PROVIDENCE – The last building of the former Ward Baking Co. in the Jewelry District, which survived the installation of two interstate highways, is being torn down.
Preservationists had fought for years to save the diamond-shaped, two-story structure with art-deco design. Owner Lifespan Corp., which acquired the property six years ago, obtained a demolition permit from the city in late January. It is now known as Victory Place, a rebranding of its post-bakery years as home to the Victory Plating Co.
On Thursday, a demolition crew removed debris at the site. About one-third of the building had been razed and it was surrounded by a high security fence.
The site is near the Lifespan-owned Coro Complex, and is a short distance from the I-195 Redevelopment District.
Lifespan, in a brief statement Thursday, said the building was outdated and posed a safety risk. “Lifespan has begun exploring development opportunities for the Victory Place parcel that could potentially serve as a major economic stimulus for the neighborhood and state alike,” said a company spokeswoman.
Lifespan purchased the 5.3-acre property at Globe and Eddy streets in September 2015 for $7.8 million. At that time, the Ward Baking Co. building was the only structure remaining. The site had been owned prior to that by Richard Gudoian Jr., a principal of JAG Investment Realty. At one time, it was pitched as a potential new ballpark site for the Pawtucket Red Sox. The team has since moved to Worcester, Mass., and become the Worcester Red Sox.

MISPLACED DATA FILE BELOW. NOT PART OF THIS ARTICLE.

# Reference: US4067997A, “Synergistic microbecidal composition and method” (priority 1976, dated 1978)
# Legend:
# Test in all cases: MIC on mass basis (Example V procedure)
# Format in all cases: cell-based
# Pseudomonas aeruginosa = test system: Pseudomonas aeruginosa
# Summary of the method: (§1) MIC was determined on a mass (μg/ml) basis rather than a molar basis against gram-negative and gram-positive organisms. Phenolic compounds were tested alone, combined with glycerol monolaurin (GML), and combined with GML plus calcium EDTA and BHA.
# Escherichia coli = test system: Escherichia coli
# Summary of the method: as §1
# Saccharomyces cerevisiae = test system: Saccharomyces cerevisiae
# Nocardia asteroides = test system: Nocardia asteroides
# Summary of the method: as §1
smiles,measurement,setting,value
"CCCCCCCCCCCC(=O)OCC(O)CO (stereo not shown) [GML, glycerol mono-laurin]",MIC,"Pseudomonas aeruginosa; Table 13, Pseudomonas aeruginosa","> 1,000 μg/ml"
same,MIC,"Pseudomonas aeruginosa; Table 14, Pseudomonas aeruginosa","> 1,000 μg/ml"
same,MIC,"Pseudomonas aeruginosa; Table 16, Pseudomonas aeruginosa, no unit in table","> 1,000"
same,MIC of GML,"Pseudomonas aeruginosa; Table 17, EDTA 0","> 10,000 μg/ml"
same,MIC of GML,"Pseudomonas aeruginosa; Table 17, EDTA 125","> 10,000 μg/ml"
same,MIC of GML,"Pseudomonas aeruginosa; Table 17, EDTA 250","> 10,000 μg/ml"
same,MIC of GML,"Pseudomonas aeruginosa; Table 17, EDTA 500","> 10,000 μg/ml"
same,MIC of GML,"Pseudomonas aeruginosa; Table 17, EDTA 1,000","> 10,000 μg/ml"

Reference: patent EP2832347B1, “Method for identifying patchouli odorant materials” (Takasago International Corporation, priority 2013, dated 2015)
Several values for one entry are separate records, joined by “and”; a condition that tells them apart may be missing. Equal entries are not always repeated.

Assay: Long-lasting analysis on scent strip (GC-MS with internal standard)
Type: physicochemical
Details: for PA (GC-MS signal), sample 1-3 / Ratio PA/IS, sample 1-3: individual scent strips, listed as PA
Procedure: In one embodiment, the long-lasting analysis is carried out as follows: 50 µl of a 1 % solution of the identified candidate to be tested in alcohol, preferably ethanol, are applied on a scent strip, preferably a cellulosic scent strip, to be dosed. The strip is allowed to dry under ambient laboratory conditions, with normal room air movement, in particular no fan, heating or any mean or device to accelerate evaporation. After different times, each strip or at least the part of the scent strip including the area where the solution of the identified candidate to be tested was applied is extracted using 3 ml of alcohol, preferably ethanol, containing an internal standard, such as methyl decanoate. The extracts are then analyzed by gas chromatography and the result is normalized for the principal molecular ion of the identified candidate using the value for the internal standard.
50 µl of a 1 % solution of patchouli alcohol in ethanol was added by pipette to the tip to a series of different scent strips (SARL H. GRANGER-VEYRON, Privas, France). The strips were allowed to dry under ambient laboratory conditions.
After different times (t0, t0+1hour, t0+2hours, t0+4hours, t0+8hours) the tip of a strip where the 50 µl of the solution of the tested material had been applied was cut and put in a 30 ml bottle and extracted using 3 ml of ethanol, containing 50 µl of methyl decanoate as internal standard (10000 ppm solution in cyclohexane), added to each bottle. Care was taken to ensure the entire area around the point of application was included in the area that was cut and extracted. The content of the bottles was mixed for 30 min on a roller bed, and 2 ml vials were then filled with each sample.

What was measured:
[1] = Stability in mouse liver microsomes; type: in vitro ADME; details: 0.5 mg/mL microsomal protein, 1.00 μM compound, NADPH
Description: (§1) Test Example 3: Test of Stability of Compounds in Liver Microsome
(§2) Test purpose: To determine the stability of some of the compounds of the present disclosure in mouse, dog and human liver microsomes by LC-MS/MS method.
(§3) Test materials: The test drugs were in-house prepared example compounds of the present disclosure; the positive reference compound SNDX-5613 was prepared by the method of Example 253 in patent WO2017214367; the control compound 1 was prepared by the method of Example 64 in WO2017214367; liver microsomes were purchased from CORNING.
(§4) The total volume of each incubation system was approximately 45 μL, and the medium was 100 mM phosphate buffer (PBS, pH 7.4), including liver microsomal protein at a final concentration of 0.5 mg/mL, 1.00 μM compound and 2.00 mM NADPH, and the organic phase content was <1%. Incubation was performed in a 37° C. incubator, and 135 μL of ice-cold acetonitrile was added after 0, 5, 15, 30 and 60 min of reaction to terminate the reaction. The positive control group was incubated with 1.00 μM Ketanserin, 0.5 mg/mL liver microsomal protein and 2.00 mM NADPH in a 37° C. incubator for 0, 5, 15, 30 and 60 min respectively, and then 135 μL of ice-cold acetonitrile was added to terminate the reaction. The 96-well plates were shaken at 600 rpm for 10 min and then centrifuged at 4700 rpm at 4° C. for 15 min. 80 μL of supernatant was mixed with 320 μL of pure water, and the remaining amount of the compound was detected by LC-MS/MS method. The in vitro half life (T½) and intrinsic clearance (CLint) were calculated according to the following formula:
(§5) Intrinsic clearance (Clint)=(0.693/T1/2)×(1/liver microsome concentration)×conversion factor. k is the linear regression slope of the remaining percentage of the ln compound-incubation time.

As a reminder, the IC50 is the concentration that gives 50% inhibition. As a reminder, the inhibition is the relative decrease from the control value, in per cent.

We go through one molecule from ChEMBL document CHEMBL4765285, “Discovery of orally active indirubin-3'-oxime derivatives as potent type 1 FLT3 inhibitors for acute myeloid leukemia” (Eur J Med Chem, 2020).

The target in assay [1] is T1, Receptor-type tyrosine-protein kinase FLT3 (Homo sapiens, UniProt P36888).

Built between 1901 and 1908 as an administration building for the Ward Baking Co., the building was part of an industrial bakery that was active through the 1970s. The bakery, later renamed the Continental Baking Co., produced products, including Wonder Bread and Twinkies snack cakes.
The Providence Preservation Society, which has placed the property on its “Most Endangered Properties” list for several years, said the building was worthy of preservation.
According to the preservation society, the city issued the building permit only after the State Building Codes Standard Committee overruled the city in favor of the hospital system. A city zoning official could not immediately be reached on Thursday.
“PPS strongly disagrees with the state’s decision to effectively grant a demolition permit when the city’s building inspector found the structure not to be an imminent public safety threat in August 2020,” the preservation society stated, in an overview of the site. “Five years of the owner’s willful neglect should not be rewarded with a demolition permit.”
Mary MacDonald is a staff writer for the PBN. Contact her at MacDonald@PBN.com.
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